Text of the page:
London Underground strike shuts down capital

By Michael Barnes
6 February 2014

A powerful 48-hour strike by thousands of London Underground (LU) workers began at 9 p.m. on Tuesday.

LU workers voted massively in favour of strikes and an overtime ban against the loss of more than 1,000 jobs, through the closure of all 265 ticket offices.

Members of the Rail Maritime Transport workers union (RMT) and the Transport Salaried Staff Association (TSSA) closed down or reduced to a trickle services across London. Scenes of chaos ensued Wednesday morning, as huge crowds swelled outside closed stations.

The efforts of Transport for London (TfL) to organise a strikebreaking operation had a negligible impact, with 70 percent of normal services cancelled. An attempt to mobilise volunteer strikebreaking “ambassadors,” invoking the 2012 Olympic “volunteering” spirit, failed miserably.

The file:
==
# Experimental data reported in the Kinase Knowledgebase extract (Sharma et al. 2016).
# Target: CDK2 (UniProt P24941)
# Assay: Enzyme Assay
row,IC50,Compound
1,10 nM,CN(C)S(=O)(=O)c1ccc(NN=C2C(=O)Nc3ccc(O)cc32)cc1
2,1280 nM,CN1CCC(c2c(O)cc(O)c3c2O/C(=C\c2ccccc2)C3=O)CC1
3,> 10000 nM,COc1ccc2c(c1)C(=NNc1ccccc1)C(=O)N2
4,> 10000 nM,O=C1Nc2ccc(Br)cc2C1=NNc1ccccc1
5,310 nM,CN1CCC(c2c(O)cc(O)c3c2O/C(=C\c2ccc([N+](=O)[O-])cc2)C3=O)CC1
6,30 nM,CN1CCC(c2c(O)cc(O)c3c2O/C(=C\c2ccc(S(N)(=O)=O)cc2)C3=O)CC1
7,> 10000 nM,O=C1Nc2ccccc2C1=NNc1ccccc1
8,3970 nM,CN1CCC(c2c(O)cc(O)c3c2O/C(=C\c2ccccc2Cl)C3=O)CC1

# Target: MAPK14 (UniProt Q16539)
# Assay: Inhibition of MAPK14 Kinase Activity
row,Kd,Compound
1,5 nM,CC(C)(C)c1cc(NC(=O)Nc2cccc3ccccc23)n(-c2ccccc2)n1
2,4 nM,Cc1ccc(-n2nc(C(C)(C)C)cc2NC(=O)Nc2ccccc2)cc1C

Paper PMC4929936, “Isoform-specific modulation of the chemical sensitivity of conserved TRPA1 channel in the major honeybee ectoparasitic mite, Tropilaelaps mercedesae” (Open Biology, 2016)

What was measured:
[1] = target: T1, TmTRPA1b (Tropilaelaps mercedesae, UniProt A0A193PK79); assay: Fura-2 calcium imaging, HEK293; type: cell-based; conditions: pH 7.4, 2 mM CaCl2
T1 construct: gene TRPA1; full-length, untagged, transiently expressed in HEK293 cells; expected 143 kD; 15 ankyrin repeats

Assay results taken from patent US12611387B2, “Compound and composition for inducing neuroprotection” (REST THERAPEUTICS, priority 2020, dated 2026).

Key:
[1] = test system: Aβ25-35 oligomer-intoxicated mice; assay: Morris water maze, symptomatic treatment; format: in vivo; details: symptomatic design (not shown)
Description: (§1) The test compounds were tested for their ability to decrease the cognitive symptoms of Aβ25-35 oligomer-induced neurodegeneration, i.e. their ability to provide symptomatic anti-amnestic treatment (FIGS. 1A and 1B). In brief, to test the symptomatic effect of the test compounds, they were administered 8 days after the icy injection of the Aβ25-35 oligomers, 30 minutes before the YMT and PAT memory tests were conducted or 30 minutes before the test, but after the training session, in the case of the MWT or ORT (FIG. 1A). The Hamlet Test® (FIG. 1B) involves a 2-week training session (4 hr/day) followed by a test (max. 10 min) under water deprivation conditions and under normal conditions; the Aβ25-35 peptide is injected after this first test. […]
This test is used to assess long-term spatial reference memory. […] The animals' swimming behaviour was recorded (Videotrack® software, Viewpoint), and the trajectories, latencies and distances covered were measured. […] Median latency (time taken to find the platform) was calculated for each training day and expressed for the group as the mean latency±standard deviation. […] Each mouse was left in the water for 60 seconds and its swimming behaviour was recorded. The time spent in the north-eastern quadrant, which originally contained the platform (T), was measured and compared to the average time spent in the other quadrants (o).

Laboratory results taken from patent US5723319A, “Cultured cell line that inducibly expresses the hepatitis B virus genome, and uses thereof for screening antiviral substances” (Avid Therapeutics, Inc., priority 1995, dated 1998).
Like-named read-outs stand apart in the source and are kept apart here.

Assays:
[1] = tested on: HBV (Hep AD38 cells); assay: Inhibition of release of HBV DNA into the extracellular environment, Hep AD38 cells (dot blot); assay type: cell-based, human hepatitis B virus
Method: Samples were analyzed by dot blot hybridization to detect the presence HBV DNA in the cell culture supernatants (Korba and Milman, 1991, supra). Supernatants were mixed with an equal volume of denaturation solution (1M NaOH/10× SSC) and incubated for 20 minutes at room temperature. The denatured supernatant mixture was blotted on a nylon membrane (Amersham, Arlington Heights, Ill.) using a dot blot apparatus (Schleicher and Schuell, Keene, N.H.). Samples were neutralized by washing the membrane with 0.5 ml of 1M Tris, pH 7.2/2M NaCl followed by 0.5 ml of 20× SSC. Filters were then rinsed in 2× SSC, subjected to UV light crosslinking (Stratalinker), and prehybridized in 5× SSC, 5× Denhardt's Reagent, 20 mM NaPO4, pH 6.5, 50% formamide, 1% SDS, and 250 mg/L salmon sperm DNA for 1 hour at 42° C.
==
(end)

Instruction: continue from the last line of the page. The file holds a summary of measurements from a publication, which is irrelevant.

If it were not for the drivers’ trade union, the Associated Society of Locomotive Steam Enginemen and Firemen (ASLEF), representing approximately 50 percent of LU drivers, pressuring drivers to cross picket lines, the entire network would have ground to a halt. Drivers are the next grade to confront a major assault by LU.

Conservative Party mayor of London Boris Johnson and the Confederation of British Industry claimed that due to a 40 percent turnout in the union ballot, the strike was invalid.

As the strength of the strike confirms, workers who did not vote were not opposed to strikes, but were concerned whether the RMT leadership is willing to pursue a full-blown struggle against the budget cuts.

These claims were directed in support of proposals made last year by London Conservatives, urging legislation restricting the right to strike on the Underground. At the time, these proposals were not acted upon, but the BBC reported that the Conservatives plan to include legislation against strikes in the 2015 general election campaign. The BBC reported that “the government said it was looking ‘very, very closely’ at plans to declare London Underground an essential service.” This means that “London Underground would be subject to a ‘minimum service agreement’ under which staff would be required to keep a core level of services going regardless of any industrial action.”